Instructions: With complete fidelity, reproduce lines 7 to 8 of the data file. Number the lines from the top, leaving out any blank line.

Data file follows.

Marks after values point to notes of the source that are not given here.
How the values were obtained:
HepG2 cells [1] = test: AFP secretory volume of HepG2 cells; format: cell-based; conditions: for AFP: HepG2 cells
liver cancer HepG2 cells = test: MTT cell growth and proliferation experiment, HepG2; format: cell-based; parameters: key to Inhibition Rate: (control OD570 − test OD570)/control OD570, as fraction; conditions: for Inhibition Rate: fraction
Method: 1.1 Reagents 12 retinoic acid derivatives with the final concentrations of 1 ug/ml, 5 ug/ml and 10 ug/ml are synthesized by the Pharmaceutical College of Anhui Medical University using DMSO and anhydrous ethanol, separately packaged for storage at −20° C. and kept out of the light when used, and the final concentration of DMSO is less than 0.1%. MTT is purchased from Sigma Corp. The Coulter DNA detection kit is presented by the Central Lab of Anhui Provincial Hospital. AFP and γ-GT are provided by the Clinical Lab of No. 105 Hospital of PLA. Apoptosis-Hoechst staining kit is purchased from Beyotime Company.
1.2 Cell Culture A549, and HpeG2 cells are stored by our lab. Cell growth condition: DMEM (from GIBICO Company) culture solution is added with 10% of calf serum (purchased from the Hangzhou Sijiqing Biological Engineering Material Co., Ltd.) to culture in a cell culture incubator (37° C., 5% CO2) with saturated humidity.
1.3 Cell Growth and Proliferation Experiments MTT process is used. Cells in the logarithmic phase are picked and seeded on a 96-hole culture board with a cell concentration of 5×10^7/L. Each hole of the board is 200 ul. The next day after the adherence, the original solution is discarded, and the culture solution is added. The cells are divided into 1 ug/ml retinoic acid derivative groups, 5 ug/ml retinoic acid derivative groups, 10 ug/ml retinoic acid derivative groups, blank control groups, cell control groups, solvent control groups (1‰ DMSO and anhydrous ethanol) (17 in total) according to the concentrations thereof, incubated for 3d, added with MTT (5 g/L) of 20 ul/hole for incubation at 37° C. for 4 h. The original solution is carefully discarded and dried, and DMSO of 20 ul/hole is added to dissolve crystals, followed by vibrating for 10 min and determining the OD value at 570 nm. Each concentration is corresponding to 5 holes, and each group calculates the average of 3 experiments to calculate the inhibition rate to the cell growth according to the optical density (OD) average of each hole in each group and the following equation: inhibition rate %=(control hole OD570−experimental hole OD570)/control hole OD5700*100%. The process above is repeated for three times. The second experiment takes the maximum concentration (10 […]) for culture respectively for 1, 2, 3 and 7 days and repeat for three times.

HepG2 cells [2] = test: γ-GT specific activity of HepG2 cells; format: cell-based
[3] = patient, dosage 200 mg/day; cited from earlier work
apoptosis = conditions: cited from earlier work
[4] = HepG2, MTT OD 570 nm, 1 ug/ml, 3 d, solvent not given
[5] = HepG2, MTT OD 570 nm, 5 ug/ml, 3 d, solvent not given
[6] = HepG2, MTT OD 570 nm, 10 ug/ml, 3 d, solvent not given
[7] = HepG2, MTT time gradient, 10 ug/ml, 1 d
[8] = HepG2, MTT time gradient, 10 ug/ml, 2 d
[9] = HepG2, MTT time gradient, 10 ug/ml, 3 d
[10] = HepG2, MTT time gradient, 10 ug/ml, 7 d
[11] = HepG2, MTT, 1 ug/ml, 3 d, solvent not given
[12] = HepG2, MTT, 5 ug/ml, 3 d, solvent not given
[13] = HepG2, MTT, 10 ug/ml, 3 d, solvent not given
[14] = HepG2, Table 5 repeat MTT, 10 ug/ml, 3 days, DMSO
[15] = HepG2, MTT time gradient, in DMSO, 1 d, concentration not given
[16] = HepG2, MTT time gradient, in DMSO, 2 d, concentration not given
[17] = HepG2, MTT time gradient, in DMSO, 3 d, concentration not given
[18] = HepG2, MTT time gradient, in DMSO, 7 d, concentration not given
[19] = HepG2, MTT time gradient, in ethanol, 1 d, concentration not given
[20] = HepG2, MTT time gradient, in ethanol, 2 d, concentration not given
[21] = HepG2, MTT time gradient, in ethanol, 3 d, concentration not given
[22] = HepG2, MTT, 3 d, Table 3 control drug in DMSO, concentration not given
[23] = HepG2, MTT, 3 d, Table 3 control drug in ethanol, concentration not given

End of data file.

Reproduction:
1.3 Cell Growth and Proliferation Experiments MTT process is used. Cells in the logarithmic phase are picked and seeded on a 96-hole culture board with a cell concentration of 5×10^7/L. Each hole of the board is 200 ul. The next day after the adherence, the original solution is discarded, and the culture solution is added. The cells are divided into 1 ug/ml retinoic acid derivative groups, 5 ug/ml retinoic acid derivative groups, 10 ug/ml retinoic acid derivative groups, blank control groups, cell control groups, solvent control groups (1‰ DMSO and anhydrous ethanol) (17 in total) according to the concentrations thereof, incubated for 3d, added with MTT (5 g/L) of 20 ul/hole for incubation at 37° C. for 4 h. The original solution is carefully discarded and dried, and DMSO of 20 ul/hole is added to dissolve crystals, followed by vibrating for 10 min and determining the OD value at 570 nm. Each concentration is corresponding to 5 holes, and each group calculates the average of 3 experiments to calculate the inhibition rate to the cell growth according to the optical density (OD) average of each hole in each group and the following equation: inhibition rate %=(control hole OD570−experimental hole OD570)/control hole OD5700*100%. The process above is repeated for three times. The second experiment takes the maximum concentration (10 […]) for culture respectively for 1, 2, 3 and 7 days and repeat for three times.

HepG2 cells [2] = test: γ-GT specific activity of HepG2 cells; format: cell-based